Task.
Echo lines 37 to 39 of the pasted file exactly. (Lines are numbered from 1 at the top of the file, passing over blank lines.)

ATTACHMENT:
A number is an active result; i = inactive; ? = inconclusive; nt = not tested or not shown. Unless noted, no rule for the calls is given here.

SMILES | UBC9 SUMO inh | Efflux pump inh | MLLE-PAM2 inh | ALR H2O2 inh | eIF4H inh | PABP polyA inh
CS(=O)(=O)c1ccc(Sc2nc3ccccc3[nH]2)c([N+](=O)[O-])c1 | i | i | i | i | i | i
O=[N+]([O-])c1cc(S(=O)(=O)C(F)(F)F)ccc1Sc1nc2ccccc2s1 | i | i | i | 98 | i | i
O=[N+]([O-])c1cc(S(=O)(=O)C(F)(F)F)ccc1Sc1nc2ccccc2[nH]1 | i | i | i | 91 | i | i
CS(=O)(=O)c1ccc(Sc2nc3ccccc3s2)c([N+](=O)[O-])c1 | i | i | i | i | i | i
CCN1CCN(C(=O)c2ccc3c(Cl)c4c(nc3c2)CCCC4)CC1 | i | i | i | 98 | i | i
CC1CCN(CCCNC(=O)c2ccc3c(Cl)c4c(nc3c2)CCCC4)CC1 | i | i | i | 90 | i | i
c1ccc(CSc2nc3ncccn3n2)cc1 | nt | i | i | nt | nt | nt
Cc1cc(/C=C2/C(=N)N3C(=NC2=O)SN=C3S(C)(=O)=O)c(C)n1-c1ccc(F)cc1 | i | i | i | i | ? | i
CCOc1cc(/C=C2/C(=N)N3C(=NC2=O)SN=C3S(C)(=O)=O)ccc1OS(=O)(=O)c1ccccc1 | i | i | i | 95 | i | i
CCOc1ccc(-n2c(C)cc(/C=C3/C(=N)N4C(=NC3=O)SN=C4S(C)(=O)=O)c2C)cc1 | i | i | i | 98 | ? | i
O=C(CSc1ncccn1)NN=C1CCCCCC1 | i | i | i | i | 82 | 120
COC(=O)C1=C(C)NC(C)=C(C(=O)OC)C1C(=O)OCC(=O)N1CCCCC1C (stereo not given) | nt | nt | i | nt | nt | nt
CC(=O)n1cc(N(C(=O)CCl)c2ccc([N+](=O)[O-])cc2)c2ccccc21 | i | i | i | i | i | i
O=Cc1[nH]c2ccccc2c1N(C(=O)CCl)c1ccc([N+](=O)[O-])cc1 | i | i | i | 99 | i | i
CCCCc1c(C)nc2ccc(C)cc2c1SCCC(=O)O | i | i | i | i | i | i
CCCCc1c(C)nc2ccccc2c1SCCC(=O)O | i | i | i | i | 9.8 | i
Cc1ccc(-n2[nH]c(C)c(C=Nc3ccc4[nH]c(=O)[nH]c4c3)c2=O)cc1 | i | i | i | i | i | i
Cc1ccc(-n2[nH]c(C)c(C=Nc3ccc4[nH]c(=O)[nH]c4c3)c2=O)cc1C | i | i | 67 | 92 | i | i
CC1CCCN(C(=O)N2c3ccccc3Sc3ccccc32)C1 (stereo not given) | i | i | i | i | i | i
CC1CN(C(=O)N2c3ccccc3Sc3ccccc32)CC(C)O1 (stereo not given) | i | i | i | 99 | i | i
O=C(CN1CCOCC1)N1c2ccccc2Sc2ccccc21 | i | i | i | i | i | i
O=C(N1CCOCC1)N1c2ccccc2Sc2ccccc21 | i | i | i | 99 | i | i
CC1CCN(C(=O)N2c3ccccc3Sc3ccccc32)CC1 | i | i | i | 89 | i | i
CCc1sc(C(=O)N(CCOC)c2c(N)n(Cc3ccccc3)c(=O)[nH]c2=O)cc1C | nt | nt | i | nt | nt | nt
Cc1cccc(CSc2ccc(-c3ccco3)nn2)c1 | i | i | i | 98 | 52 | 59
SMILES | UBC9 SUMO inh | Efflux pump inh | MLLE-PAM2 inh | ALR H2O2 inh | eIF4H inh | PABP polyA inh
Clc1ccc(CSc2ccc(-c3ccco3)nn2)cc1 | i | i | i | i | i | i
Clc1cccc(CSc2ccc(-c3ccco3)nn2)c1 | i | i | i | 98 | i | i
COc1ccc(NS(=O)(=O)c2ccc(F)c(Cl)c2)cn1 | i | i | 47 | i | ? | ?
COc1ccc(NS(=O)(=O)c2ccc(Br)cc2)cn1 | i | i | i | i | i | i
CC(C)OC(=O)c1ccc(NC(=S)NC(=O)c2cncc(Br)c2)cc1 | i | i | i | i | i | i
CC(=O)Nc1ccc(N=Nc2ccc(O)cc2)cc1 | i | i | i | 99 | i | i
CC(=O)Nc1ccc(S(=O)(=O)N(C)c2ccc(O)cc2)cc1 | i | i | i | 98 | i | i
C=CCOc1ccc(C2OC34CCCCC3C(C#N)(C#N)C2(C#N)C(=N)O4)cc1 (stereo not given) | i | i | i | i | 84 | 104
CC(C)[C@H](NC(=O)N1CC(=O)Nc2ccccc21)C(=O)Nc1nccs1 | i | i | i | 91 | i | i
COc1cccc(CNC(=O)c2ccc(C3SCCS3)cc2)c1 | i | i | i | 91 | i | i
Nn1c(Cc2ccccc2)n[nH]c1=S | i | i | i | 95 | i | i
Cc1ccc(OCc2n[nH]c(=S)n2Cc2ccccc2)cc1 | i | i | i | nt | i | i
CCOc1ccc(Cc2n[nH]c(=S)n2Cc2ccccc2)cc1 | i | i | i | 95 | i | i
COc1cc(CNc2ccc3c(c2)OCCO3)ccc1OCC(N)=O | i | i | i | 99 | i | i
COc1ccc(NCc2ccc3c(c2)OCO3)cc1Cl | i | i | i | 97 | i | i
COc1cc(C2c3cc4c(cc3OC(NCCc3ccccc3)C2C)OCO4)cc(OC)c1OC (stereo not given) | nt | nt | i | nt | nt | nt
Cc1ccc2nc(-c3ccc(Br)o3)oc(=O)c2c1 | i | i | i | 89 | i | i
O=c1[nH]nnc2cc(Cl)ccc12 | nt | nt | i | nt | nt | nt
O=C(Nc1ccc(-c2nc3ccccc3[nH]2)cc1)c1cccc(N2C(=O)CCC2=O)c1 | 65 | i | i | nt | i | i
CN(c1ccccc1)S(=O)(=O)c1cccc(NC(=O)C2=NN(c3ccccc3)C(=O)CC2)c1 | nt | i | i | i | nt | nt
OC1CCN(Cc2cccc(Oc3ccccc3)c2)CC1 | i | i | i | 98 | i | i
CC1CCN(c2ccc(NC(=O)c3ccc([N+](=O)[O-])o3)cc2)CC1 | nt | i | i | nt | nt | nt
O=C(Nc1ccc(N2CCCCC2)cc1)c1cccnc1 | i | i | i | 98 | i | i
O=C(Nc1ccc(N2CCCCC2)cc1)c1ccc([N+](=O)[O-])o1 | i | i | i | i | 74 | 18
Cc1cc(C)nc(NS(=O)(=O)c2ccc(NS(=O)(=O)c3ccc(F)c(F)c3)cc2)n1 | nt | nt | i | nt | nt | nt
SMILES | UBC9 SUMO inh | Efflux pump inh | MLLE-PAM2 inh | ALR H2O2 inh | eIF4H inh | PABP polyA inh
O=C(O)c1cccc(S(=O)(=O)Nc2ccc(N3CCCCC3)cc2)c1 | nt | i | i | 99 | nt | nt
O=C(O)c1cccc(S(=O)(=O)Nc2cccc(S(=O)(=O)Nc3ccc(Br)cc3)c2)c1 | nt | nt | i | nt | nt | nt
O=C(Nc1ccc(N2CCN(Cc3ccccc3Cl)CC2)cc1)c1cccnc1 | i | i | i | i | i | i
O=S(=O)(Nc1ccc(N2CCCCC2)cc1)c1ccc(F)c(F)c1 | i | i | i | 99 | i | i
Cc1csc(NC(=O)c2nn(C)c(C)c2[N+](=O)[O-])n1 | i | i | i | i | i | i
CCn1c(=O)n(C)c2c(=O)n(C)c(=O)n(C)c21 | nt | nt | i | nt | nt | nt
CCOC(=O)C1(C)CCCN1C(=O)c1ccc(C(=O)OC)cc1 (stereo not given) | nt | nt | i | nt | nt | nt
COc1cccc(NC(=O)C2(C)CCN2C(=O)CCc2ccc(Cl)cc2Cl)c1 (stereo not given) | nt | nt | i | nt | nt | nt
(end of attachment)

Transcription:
CC(C)[C@H](NC(=O)N1CC(=O)Nc2ccccc21)C(=O)Nc1nccs1 | i | i | i | 91 | i | i
COc1cccc(CNC(=O)c2ccc(C3SCCS3)cc2)c1 | i | i | i | 91 | i | i
Nn1c(Cc2ccccc2)n[nH]c1=S | i | i | i | 95 | i | i